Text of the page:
Yes, dental caries (tooth decay), a chronic infectious disease caused by oral bacteria’s interaction with sugars, is largely preventable. Once established, though, it requires treatment to stop the decay process and repair the cavities that result. Both community-based and individual strategies (including disease management) target prevention of tooth decay.
Community water fluoridation is the adjustment of the fluoride concentration in the community water supply to a level beneficial to reduce tooth decay and promote good oral health. Fluoride reduces the ability of bacteria to produce acid and promotes the remineralization (self-repair) of tooth enamel, thereby stopping the decay process and preventing a cavity from continuing to form. The U.S. Centers for Disease Control and Prevention (CDC) encourages community water fluoridation as a proven cost-effective intervention that optimizes fluoride content in public water systems to promote oral health. A national public health target (Healthy People 2020) of 79.6% is set for each state. As of 2008, 72.4% of U.S. residents on community water systems have optimally fluoridated water.
A sealant is a plastic coating applied to the chewing surfaces of the posterior teeth (molars). The sealant acts as a barrier, protecting enamel from bacterial plaque and acids. Disparities exist in both the knowledge and prevalence of sealants by race or ethnicity and income. CDC has demonstrated that S-BSPs reduce oral health disparities in children. Ohio has demonstrated that targeting S-BSPs by “family income-based school-level criteria was effective in reaching higher risk children.” CDC has also demonstrated the cost effectiveness of S-BSPs with data indicating that “if 50 percent of children at high risk participated in school sealant programs, over half of their tooth decay would be prevented and money would be saved on their treatment costs.” Most states collect Basic Screening Survey data that includes statewide statistics on sealant prevalence. The national public health target (Healthy People 2020) for sealant placement on molar teeth of children aged 6 to 9 years is 28.1%. The nationwide prevalence of sealant application from 1999-2004 for this age group is 25.5%.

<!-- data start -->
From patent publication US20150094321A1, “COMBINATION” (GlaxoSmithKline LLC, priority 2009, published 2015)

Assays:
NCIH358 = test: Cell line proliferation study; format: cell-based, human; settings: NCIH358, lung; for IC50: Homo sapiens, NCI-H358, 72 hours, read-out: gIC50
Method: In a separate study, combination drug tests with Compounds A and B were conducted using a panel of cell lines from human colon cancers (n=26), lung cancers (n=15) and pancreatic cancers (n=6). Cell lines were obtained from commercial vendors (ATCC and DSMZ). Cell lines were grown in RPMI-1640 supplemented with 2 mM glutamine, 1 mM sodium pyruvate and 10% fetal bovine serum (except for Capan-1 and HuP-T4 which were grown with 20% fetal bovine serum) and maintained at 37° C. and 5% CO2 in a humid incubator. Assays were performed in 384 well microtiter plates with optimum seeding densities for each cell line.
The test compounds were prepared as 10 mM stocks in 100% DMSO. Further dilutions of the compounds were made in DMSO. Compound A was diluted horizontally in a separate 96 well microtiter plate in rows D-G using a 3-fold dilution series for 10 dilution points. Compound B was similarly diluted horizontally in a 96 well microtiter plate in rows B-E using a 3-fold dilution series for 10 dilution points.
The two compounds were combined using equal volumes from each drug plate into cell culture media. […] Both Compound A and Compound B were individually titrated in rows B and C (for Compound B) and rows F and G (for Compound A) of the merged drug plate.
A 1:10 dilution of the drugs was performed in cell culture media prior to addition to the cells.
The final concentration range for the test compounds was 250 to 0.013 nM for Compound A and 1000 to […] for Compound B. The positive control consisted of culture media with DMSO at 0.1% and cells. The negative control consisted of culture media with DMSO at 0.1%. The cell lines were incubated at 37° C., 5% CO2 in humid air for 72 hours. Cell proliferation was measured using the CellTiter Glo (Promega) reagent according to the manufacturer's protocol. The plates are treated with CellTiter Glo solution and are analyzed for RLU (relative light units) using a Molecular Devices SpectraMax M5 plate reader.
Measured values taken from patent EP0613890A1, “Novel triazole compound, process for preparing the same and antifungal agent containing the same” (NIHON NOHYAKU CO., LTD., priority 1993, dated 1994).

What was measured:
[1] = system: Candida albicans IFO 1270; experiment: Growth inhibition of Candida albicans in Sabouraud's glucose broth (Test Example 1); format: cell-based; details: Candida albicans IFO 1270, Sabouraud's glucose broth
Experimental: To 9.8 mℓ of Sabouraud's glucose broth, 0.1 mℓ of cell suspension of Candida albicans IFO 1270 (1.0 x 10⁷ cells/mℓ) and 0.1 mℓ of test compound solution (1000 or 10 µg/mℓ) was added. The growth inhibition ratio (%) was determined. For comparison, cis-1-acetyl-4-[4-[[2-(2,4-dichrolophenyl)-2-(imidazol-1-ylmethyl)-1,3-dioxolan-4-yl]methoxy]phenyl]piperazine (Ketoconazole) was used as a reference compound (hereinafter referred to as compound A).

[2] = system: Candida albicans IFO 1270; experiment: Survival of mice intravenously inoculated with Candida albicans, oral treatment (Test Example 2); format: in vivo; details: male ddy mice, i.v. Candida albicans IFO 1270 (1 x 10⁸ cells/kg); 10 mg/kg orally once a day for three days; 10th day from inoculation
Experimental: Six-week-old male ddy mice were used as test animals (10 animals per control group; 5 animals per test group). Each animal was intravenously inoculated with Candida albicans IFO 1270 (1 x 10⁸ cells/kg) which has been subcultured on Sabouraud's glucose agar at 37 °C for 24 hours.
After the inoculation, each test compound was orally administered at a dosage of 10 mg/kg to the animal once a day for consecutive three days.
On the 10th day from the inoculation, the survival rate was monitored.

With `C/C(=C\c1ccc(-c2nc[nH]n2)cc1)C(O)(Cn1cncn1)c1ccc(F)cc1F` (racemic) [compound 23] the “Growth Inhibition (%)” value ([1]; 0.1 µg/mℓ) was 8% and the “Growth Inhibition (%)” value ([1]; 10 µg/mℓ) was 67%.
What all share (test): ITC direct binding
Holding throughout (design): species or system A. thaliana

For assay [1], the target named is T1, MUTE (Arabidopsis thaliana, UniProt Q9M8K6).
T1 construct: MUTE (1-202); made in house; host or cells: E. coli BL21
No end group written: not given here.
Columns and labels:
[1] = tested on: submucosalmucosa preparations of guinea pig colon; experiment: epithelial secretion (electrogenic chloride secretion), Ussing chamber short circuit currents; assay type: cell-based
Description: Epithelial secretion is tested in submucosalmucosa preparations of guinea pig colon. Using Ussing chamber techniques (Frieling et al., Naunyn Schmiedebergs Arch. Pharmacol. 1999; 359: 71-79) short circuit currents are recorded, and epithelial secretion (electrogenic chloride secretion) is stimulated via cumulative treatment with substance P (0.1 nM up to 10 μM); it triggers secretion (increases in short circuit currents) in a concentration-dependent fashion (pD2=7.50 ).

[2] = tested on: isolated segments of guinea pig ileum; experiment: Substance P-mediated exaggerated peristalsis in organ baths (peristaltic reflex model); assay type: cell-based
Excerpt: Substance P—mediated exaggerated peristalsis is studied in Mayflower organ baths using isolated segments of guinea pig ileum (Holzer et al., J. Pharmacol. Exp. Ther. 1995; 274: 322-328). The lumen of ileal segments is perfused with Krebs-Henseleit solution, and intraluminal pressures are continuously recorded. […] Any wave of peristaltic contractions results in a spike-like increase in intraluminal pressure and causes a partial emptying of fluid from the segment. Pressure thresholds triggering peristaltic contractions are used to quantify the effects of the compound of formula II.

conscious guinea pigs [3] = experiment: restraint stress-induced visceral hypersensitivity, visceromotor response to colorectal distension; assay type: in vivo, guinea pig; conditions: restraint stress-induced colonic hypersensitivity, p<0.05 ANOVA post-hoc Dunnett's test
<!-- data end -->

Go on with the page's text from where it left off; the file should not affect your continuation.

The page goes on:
Successful sealant programs attend to regulatory compliance, clinical materials and methods, eligibility and consent, dental community support, Medicaid billing and other administrative issues.
It varies by state. As of 2011, two thirds of states reimburse primary care medical providers for application of fluoride varnish.
Bacteria that cause dental caries are transmitted early in life from caretakers, particularly mothers, to children. Educating pregnant women and other caregivers about the importance of oral health and how to prevent disease transmission is critical. New York State developed Perinatal Guidelines (later adapted by California) to provide guidance for professional care during this period.
Key components of prevention and disease management are risk assessment early in life; parent counseling, goal setting, and action planning; proper use of fluorides; and disease management. A dental home should be established by age 1. Fluoride varnish, for example, is offered for children of all ages, including infants.
Preventive services include screening, sealants, fluoride varnish, healthy diets, and other interventions – all supported by oral health education and promotion.
Shifting responsibility for oral health and dental care from family to the teenager is critical for adolescents to assume adult responsibilities. Public school settings can be a locus for preventive and educations services, including process for community referral.
No, ASTDD State and Adolescent Oral Health Profiles (see link below) show variation among states.
Among the many state initiatives, North Carolina’s Into the Mouths of Babes (IMB) program is a Medicaid program that reimburses physicians for providing preventive dental services to children 0-3 years of age. Carolina Dental Home links medical and dental offices so that physicians can more easily refer children in need of treatment. Zero Out all Early (ZOE) childhood tooth decay reaches children enrolled in Early Head Start (EHS) programs in North Carolina.
The ACA (health reform) authorizes a national public education campaign on oral health. A Department of Health and Human Services public education campaign augments a requirement in the CHIPRA law that health education materials be provided to new parents of CHIP enrollees about the risks for and prevention of early childhood caries.
ACA also authorizes early child caries management demonstration projects and expanded support for S-BSPs through federal grants.
Federal Government links:
Analysis from the Children’s Dental Health Project (CDHP) and other groups: